To understand it a little more clearly, I looked at the latest kharif and rabi reports of the Commission for Agricultural Costs and Prices (CACP). Since farmers have been demanding a higher minimum support price (MSP) for wheat and paddy, and knowing that the Centre has already conveyed to the Supreme Court its inability to raise farm prices by 50 per cent as ‘it will distort market prices,’ a careful perusal of the cost and income estimates by the CACP tells us why farmers are killing themselves.

Let us look at the costs and the return from the cultivation of some of the major crops, which also shows us clearly why there is very little hope of reviving the sinking farm economy unless the government makes a determined effort to provide farmers with a guaranteed monthly income package.

The CACP is the government’s own organisation which works out the MSP for farmers. Its calculations, therefore, are more accurate than any other study or survey. In its latest reports, CACP has calculated the average cost and returns for the period 2010-11 and 2012-13.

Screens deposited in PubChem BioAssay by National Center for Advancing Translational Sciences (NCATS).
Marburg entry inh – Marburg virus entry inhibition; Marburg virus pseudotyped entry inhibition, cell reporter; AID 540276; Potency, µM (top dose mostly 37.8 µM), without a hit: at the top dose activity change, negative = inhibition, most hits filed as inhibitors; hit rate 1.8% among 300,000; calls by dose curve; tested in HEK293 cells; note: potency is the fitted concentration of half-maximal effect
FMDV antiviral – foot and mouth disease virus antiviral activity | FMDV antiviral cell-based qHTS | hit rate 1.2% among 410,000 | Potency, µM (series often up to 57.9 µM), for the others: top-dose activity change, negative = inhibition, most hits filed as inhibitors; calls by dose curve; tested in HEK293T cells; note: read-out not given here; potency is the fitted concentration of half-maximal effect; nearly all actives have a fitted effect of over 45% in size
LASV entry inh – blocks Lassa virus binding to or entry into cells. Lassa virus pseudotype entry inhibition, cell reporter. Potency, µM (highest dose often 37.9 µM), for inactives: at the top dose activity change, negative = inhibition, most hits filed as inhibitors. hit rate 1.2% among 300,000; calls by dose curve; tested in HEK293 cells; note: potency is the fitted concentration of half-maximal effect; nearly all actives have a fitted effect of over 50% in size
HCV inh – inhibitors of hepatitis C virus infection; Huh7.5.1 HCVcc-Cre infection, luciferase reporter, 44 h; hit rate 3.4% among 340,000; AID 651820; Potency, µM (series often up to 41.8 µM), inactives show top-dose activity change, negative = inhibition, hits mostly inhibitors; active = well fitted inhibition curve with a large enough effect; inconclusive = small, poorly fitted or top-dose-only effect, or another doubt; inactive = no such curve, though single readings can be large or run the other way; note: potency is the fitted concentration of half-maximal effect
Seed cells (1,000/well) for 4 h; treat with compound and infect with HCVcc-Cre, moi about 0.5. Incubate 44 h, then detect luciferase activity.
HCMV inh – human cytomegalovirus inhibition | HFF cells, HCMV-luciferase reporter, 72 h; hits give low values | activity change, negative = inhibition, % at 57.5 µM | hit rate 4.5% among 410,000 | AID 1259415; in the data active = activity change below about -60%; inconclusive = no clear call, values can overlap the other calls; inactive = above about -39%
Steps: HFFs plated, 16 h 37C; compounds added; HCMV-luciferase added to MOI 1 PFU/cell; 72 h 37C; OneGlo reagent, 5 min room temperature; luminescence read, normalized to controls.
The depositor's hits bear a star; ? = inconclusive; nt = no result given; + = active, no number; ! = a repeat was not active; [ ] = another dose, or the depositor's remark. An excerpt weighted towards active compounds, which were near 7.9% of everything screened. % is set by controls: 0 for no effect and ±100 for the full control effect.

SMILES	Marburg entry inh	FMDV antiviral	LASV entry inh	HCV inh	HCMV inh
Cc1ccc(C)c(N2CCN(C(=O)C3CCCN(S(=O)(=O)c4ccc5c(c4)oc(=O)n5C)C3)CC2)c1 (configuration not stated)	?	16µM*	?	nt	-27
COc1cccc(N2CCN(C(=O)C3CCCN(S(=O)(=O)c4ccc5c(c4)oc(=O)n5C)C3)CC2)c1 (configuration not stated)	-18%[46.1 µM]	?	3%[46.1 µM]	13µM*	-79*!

Now, hold your breath. According to the above, the net return for wheat on all-India basis stands at Rs 14,260 per hectare. For mustard, the return is Rs 14,960, and for gram Rs 7,479. 

Since most suicides happened in Uttar Pradesh, I looked at the cost and price calculations for the wheat-rice cropping pattern that most farmers would follow in that state. For wheat, the average net return or income that a farmer in the state gets from one hectare is Rs 10,758. Since wheat is a six-month crop, the average income that a wheat farmer can expect from cultivating one hectare comes to a paltry Rs 1793 a month. With such a low return from wheat cultivation, there would always be a possibility for a UP farmer to be distressed enough to take to suicide.

Let’s now look at his annual income. If he is cultivating rice, the net returns have been computed at Rs 4311 only. Add the returns for both wheat and paddy, and it comes to Rs 15,669 or Rs 1306 per month on average over the entire year.

How bright is the brighter picture?